Is there a way to remove silence at the end of files

I've collected over 3,000 mp3 files for 10 years, and from time to time I made updates to the album artwork by using iTunes on Mac which is my default player. For some of the files, I've made back and forth updates a few times by removing the artwork image used previously and then inserted a new one. Only just the last a few weeks, I've noticed that lots of my files have some errors that their playing time is much longer than they were supposed to be (could be up to 10+ seconds) which bothers me a lot. It took me a while to understand it was caused by the "padding" to the ID3 tags. I've been searching for a solution on Google hoping to adjust those files to their original playing time and organic file size, and it leads me to mp3tag yesterday. It seems to me that mp3tag can avoid new padding, which is great for my future editing. But is there a feature that can help remove existing padding? Many thanks in advance.

MP3tag manages the padding according to its needs - and removes padding for mp3 files when re-writing the files.

Your observation that the playing time of a file changes after updating tags (only they lead to padding) should be an alarm signal in respect to the integrity of the files as any decent player does not add the tag data to the payload data.
See here for tools to check files:

Thank you so much for your kind help, but it doesn't seem like a direct solution to my problem, which is probably my fault, as I don't think I've made clear elaboration on my inquiry.

What I've been doing in the last 10 years is just use "iTunes" to edit tags, in particular updating album arts, and here is how I did it:

Step 1, Import mp3 files into iTunes

Step 2, Insert album image - Save file
(The file size increased, the file's playing time remains the same)

Step 3, Remove album image - Save file
(The file size remains the same, the file's playing time increased)

And if I repeat step 2 and step 3 for a few times, the file's size and playing time will continue to grow.

So my assumption here is that whenever I remove an image from the file, it creates the padding, but the file somehow has to remain the same size, and that automatically leads to the creation of excessive playing time in the end of the track.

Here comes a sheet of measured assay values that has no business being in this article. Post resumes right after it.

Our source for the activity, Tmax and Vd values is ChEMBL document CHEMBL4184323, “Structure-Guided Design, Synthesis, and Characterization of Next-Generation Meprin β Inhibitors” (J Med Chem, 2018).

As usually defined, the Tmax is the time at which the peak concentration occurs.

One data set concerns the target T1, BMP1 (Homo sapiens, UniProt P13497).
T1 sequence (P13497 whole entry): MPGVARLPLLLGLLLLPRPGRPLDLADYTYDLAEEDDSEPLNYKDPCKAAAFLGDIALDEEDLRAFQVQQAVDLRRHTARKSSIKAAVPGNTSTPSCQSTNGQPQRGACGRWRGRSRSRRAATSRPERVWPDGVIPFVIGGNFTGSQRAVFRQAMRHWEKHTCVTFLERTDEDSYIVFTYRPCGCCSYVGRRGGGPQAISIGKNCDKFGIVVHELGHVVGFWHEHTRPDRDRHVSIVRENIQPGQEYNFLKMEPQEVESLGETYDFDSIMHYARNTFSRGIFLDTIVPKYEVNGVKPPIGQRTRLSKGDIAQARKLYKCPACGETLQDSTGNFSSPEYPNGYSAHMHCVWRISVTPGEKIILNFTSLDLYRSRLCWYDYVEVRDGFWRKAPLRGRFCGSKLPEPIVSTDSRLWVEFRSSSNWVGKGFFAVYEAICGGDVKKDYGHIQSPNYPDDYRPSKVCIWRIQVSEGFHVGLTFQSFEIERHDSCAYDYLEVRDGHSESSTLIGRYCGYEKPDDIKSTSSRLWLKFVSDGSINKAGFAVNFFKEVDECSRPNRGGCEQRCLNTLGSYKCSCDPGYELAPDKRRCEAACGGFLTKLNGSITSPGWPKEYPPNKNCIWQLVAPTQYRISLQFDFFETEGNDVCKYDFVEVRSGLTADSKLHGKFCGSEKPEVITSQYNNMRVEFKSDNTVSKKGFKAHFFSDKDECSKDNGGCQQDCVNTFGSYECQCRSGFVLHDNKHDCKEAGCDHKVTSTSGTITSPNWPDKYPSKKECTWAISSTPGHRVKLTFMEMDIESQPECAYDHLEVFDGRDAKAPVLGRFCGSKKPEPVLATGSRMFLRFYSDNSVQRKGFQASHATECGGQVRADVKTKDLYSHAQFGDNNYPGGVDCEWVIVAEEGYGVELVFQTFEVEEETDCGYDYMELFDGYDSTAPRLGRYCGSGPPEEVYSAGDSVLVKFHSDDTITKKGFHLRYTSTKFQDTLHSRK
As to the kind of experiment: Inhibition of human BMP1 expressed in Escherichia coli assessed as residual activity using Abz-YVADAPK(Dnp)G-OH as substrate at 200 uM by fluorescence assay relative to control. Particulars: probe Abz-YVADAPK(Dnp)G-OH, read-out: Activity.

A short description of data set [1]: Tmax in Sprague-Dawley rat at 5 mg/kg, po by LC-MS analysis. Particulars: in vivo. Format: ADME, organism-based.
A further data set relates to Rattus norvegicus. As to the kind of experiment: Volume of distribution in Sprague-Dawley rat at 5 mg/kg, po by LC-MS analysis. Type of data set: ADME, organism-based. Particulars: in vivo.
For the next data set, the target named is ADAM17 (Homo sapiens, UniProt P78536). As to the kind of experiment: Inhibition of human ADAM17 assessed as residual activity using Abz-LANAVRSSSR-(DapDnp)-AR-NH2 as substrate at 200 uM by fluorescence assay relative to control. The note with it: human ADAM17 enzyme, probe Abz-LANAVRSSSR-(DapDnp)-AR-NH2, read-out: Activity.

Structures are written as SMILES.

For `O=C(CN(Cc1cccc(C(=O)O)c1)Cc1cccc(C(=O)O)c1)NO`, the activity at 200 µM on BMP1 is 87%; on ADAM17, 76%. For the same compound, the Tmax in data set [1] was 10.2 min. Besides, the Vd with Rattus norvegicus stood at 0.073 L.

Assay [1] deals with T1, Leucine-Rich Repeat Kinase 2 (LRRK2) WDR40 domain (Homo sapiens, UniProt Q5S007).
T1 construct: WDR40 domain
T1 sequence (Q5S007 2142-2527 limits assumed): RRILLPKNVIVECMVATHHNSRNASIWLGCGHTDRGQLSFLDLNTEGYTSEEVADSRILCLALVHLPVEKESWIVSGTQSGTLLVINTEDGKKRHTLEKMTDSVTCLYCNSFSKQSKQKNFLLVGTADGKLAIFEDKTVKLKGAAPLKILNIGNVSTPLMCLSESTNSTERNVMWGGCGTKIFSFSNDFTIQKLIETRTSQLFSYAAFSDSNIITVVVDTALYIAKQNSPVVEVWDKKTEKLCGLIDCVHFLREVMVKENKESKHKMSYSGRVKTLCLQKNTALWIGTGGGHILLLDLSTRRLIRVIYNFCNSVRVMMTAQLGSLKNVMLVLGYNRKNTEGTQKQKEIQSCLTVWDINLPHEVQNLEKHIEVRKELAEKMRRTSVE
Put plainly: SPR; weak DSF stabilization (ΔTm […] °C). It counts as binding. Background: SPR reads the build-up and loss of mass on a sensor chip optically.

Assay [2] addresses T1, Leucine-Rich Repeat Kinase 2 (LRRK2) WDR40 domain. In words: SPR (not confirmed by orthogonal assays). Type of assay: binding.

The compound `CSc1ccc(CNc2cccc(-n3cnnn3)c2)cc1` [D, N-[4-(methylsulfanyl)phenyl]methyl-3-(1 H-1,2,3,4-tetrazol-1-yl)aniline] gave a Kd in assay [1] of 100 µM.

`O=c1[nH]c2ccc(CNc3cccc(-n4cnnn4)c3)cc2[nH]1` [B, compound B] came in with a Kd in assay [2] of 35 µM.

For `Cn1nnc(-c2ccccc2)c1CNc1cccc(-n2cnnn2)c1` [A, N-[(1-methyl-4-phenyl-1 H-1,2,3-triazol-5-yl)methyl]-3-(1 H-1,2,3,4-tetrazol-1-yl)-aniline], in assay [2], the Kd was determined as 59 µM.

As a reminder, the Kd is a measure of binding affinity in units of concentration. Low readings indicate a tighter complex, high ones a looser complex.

And in order to remove that bit of excessive playing time, I think I need to find a way (ideally via using mp3tag) to remove the padding as well as the file size, does that make sense?

... and exactly this should be an alarm signal, as apparently your process either rewrites the file in a way that ignores the real tag size or iTunes has a strange way to calculate the playing time.
The tag size should never influence the playing time.
Please check with the linked tools the integrity of the files and also check if other players report the same playing time.

Thanks again. I would love to follow your recommended approach, and since my purpose is not only to identify whether the integrity of the files is intact, but to find a way to fix the errors, so which one out of the three tools should I go with? Maybe MP3val or Foobar 2000?

I would start with MP3diags

And yes I've tried playing the files edited by iTunes/Apple Music on other music players, such as the default music player on Windows PC, the playing time is also increased. So as you said, maybe the problem is actually with iTunes/Apple Music?

I would first of all wait for the results of the integrity check.
Then I would load a file in MP3tag, cut the tag and paste it immediately afterwards and then see what that does to the file size and the playing time.
If you cut a tag, then this should lead to an tag empty column (the one, that really says ID3V2.3 etc).
And once we found out whether the file is OK, then it would be worthwhile to see who is to blame for the errors.
In general: iTunes is not the best tagging program (and neither is WMP).

If all this is too complicated, then please supply a file so that others in the forum can check it.

Thank you so much. If it's not too much trouble, I may just take the short cut and share download links to my files in this thread and leave it to the experts. I'm thinking maybe I should upload two files, one original file downloaded from wherever I purchased the track, and another file from the same origin but has been edited by iTunes with inflated size and playing time. Would that be enough?

Yes, go ahead. I hope something can be found to help you.

Cool, I'll post the files via wetransfer links later today. Can't appreciate enough for your help. Cheers.